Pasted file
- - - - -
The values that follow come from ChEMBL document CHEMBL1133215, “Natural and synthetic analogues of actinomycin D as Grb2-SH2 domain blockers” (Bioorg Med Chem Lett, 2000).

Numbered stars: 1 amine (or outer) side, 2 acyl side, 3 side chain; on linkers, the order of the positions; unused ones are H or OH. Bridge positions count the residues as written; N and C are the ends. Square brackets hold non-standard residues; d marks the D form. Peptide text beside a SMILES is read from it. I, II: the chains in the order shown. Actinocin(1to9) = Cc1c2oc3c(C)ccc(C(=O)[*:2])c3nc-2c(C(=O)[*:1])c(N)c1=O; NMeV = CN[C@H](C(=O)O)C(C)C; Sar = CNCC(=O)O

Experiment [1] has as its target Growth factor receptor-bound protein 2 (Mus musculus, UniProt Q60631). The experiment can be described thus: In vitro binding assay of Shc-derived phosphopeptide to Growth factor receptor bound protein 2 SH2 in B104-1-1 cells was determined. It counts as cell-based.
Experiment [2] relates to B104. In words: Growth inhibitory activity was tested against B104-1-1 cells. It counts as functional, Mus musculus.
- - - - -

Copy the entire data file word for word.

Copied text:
The values that follow come from ChEMBL document CHEMBL1133215, “Natural and synthetic analogues of actinomycin D as Grb2-SH2 domain blockers” (Bioorg Med Chem Lett, 2000).

Numbered stars: 1 amine (or outer) side, 2 acyl side, 3 side chain; on linkers, the order of the positions; unused ones are H or OH. Bridge positions count the residues as written; N and C are the ends. Square brackets hold non-standard residues; d marks the D form. Peptide text beside a SMILES is read from it. I, II: the chains in the order shown. Actinocin(1to9) = Cc1c2oc3c(C)ccc(C(=O)[*:2])c3nc-2c(C(=O)[*:1])c(N)c1=O; NMeV = CN[C@H](C(=O)O)C(C)C; Sar = CNCC(=O)O

Experiment [1] has as its target Growth factor receptor-bound protein 2 (Mus musculus, UniProt Q60631). The experiment can be described thus: In vitro binding assay of Shc-derived phosphopeptide to Growth factor receptor bound protein 2 SH2 in B104-1-1 cells was determined. It counts as cell-based.
Experiment [2] relates to B104. In words: Growth inhibitory activity was tested against B104-1-1 cells. It counts as functional, Mus musculus.